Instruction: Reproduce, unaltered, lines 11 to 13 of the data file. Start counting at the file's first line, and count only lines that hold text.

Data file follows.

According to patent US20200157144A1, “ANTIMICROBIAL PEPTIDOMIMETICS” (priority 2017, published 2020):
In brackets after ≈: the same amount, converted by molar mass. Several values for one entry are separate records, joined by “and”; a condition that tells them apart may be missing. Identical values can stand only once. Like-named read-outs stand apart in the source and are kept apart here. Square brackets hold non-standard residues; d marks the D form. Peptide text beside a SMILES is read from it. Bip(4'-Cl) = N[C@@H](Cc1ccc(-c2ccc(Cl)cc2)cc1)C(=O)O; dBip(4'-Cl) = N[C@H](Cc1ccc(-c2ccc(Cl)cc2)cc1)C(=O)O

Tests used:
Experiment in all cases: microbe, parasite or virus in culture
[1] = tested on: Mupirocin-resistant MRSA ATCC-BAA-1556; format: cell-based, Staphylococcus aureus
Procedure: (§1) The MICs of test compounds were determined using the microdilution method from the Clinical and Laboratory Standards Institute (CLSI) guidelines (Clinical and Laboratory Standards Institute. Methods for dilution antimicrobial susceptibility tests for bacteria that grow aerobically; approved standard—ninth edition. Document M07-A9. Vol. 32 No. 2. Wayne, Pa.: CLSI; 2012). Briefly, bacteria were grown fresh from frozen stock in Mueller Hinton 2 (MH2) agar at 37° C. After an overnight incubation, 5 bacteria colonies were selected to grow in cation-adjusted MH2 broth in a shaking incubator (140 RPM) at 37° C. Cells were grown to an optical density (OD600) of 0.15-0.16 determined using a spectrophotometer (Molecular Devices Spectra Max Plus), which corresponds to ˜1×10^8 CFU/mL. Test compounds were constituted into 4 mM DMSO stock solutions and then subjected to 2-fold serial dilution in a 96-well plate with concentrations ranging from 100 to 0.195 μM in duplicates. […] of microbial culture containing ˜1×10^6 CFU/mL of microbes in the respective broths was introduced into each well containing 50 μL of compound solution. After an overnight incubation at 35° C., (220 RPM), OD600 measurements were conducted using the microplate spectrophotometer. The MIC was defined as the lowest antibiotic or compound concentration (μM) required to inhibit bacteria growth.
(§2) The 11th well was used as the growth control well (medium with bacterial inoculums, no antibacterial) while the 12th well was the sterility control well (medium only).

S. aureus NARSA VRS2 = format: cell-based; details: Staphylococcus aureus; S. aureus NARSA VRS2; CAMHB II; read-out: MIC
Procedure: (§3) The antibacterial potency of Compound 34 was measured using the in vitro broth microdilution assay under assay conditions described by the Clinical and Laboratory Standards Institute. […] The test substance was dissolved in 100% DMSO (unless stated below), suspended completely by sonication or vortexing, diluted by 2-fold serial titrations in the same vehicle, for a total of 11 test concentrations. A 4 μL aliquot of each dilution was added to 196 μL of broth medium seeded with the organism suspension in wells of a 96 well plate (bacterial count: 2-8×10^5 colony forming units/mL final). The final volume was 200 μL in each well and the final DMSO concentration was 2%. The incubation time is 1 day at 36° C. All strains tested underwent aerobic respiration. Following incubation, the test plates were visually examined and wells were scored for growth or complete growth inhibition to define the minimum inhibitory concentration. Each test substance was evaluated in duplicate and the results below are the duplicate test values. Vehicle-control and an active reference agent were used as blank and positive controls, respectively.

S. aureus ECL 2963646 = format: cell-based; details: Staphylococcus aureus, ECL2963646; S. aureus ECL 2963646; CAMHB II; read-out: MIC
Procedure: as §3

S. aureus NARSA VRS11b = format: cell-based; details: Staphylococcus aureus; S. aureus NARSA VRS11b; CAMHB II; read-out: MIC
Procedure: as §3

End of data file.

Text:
Procedure: as §3

S. aureus NARSA VRS11b = format: cell-based; details: Staphylococcus aureus; S. aureus NARSA VRS11b; CAMHB II; read-out: MIC
Procedure: as §3